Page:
Fiction — audiobook. Read by Caroline Lee. Macmillian Audio, 2016. 17 hours, 20 minutes. Library copy.
Clementine and Erika have been best friends since childhood. While their lives have taken different turns over the years — Clementine has two little girls, Erika has always said she doesn’t want kids — the two women always make an effort to get together now and then.
When Erika mentions that her neighbors, Vid and Tiffany, want to host Clementine’s family and Erika’s at a barbecue, Clementine agrees. After all, Vid and Tiffany are gregarious, social people with a little girl of their own — a far cry from the stiff formality of Erika and her husband, Oliver.
What happens at that barbecue changes the lives of all three families, though. Vid and Tiffany’s little girl is tearing up her beloved book collection. Erika cannot recall the events of that night, much to the shame of her husband. And Clementine’s marriage is on the rocks as her husband Sam has moved into the study and started suggesting that maybe they should separate.
Jumping back and forth from the night of the barbecue to the two months since, Moriarty draws out the events of that night and leaves the reader to guess what could have occurred. An affair? A crime? It’s an style she’s employed before (when I started the audiobook, I had a moment where I wondered if I had already read this one), and one that started to wear on me at the beginning of the novel.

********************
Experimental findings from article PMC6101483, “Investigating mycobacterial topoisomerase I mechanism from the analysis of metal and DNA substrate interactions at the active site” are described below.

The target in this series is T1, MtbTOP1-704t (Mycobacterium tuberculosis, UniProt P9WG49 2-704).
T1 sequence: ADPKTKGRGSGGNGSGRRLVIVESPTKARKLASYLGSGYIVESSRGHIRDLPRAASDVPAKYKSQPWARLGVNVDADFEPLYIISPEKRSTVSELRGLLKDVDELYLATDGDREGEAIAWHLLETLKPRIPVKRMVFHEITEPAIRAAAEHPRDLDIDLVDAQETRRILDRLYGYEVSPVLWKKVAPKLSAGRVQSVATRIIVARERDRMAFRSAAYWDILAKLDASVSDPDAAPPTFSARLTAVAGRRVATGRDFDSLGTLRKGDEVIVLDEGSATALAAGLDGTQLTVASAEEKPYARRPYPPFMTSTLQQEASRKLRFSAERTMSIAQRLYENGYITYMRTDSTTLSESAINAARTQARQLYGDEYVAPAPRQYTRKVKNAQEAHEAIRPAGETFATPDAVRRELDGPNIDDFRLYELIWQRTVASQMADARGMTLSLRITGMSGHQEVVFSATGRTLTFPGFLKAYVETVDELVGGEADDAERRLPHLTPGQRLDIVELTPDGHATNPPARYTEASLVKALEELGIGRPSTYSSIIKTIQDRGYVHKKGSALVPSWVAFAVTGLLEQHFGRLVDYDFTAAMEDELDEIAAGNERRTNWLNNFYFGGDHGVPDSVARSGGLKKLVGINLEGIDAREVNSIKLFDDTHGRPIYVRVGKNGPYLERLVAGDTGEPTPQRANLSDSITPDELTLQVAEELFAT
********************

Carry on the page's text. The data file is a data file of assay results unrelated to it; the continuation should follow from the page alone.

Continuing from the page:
The current day wasn’t nearly as intriguing as the past, and the information about the present seemed rather unnecessary until the events of that night were explained. Only then did I feel for Clementine over the collapse of her marriage and her inability to prepare for her cello audition. Only then did I understand why Erika felt uncomfortable around Clementine.
Yet the intrigue was enough to keep me going, to keep me looking for time to sneak a few minutes here and there to listen to the audiobook while at work. And the revelation of what happened was shocking without being gory or obvious or unnecessarily heavy, which isn’t something I can always say about Moriarty’s books.
But this one could have been about a hundred pages shorter. There are a lot of revelations at the end — one about the neighbor, one about Clementine’s eldest daughter — that seemed superfluously added. Extra ways of manipulating the reader’s emotions without need or payoff to the story. Had these additions to the story been lopped off, I might have said this is my favorite of the books she’s written that I’ve read.